to any present griefs; she showed me her little con“. Mary Dunbar !' I cried out, with my arms out. servatory, with a few rare flowers in it, which she spread, for the figure before me of hopelessness and had reared with much care, and led me over the gloom gave me a feeling almost heart-breaking. pleasantest paths in the grounds and groves attached

"The sound of her own maiden name acted like to the house. In one of these groves, at some dismagic on Mary. She sprung to my arms like a tance from the house itself, was a little cleared space, frightened bird, and clung to me with such intensity and in the centre of that a small, a very small mound. of sad earnestness in her face, that it brought back to “I knew at once what it was. There slept the child me all the old sorrow of that night of suffering at I had heard of. So bad been broken the dearest tie her brother's. Once more I soothed her, smoothed Mary had felt binding her to life. She stood with back the dark plumage of her hair, and with soft me a moment, looking at the mound with a steadfast words and gentle caresses, brought her to quietness. look, and then putting back her hair from her fore

" . You are ill, my poor Mary,' I said, as I looked head, as if she tried to remember something, she al her sunken cheek, and the deep gloom about her smiled sadly, and said in a broken voice, eyes. "Where is Mr. Gardner?'

" You see I cannot shed one tear, even on my “Oh, he is gone most of the time,' said she hastily, child's grave.' I led her gently away among the old and then, for the first time, seeming to recollect her trees and quiet paths, and we sat in the warm July duty as hostess, she added, but you are tired and shadows till the sun went down. travel-soiled, and hungry, too, I dare say; let me “You may guess how thankful I was to see at last, make you comfortable. She laughed a little as she as we turned homeward, the tears slowly falling over spoke, but not like her old laugh, it was affected, and her face and dropping on her dress, as she walked died in its birth.

on, evidently unconscious of the blessed relief. 'Like "She rang the bell, gave orders for lunch to be music on my heart' sunk these tears, for I knew that brought in, and a room prepared for me, with some with them would come the coolness, 'like a welthing of her old activity, and saying cordially, “Now coming' over her burning pulse, and I carefully abyou must stay with me; now I have got you here, I stained from saying a word that would interrupt the cannot spare you again.' She relapsed into thought- feelings rather than thoughts which now agitated her. fulness and absence. This strange manner puzzled We returned to the house; tea was served silently, me not a little.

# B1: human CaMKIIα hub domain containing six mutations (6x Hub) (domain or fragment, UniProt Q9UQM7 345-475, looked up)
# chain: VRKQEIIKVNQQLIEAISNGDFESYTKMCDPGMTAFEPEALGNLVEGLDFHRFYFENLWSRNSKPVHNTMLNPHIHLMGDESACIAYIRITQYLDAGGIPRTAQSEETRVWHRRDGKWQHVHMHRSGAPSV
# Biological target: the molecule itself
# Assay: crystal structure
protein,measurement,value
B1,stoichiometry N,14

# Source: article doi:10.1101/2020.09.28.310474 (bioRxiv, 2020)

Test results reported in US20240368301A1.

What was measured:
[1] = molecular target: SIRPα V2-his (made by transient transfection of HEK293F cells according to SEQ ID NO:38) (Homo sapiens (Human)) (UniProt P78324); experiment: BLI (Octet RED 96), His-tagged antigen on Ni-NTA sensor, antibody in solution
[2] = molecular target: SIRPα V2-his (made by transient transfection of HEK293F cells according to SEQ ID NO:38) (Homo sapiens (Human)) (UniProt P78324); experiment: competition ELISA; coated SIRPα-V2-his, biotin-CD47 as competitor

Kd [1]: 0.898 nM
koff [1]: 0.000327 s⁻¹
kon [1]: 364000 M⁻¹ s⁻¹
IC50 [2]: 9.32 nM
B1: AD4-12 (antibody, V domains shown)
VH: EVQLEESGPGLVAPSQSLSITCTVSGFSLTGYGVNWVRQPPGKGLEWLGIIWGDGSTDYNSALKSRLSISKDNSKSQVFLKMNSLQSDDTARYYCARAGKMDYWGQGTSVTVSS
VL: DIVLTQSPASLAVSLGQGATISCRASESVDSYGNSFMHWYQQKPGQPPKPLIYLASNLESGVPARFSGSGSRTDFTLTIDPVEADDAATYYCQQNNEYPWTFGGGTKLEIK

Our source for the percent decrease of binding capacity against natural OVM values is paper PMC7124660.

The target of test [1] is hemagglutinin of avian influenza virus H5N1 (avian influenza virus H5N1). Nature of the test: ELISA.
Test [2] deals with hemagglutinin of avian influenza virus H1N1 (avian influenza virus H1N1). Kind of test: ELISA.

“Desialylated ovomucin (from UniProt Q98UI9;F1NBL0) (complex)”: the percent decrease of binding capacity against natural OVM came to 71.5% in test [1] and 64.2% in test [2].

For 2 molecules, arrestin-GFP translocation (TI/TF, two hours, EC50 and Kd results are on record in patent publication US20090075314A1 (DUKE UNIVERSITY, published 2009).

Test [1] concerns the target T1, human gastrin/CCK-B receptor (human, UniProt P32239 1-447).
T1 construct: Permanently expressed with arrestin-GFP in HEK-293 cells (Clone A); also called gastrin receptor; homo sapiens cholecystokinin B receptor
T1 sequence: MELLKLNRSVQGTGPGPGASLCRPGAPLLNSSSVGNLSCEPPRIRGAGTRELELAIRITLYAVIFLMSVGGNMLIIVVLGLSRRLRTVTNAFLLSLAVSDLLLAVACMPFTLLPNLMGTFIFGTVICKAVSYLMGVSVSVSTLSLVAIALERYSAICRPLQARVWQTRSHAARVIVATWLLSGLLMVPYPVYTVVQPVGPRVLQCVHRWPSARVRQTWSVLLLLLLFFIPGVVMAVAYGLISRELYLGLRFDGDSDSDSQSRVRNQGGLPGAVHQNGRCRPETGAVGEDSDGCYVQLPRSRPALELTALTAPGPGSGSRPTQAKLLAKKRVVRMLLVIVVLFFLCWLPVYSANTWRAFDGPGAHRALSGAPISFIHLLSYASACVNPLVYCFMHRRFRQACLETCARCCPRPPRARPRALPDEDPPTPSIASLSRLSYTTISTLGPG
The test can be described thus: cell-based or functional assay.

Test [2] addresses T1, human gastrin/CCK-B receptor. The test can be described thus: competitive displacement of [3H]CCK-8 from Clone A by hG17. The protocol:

for even the domestics hardly spoke above a "I went up stairs. The white dreariness of my whisper; and then we sat in the soft moonlight and room chilled me. Mary did not accompany me as looked on the sleeping scene before us. The summer she would once have done, to see that all was com- sounds of rural life had long died away, and nothing

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but the untiring chirp of the tree-toad was to be heard. “Mary's good spirit was still at her ear, and she The melancholy monotony of the scene hushed said with some difficulty, Mary's spirit to a quiet she had not for a long time " Mr. Gardner, the writer of this letter was once known, and at last she became conscious of having much interested in me.' wept freely.

And you in him, eh? Well, my love, those “I have wept, thank God! that shows I am hu- things are all gone by; I can fully trust you. So man. Now ask me all about what you want to again, I say, correspond with any body you like, know. I think I can talk about it. Mr. Gardner ? provided you don't ask me to read the letters.' Oh, he is gone-he is gone a great deal, you know; The generous confidence of her husband deeply his business leads him continually away from home, affected Mary; bul, unhappily, it did not induce bet and that leaves me, of course, very dull-very. to the safe course of declining the correspondenx Should n't you think it ought to, Susan dear?' with this fascinating and dangerous friend. The cor

“Thus incoherently she began; bui the first step respondence went on for years, nay, it was continued taken, and secure of sympathy in her hearer, she up to the time of my visit. And now, my dears, I went on, and you will believe me when I tell must stop the current of my story for a minute, to you we talked till midnight, and that then Mary utter my protest against this most dangerous and sunk, like a weary child, into my arms in a sound wretched of all theories-Platonie friend skips be. sleep.

tween a married woman and her male friends. “I cannot give you her precise words, but the im- But for the false notions of safety in such a friend port of her relation I shall never forget. A few words ship, Mary Dunbar might now be a loved and loving will suffice to tell you what it took her hours of emo- woman. This you will not believe could have been tion and tears to reveal.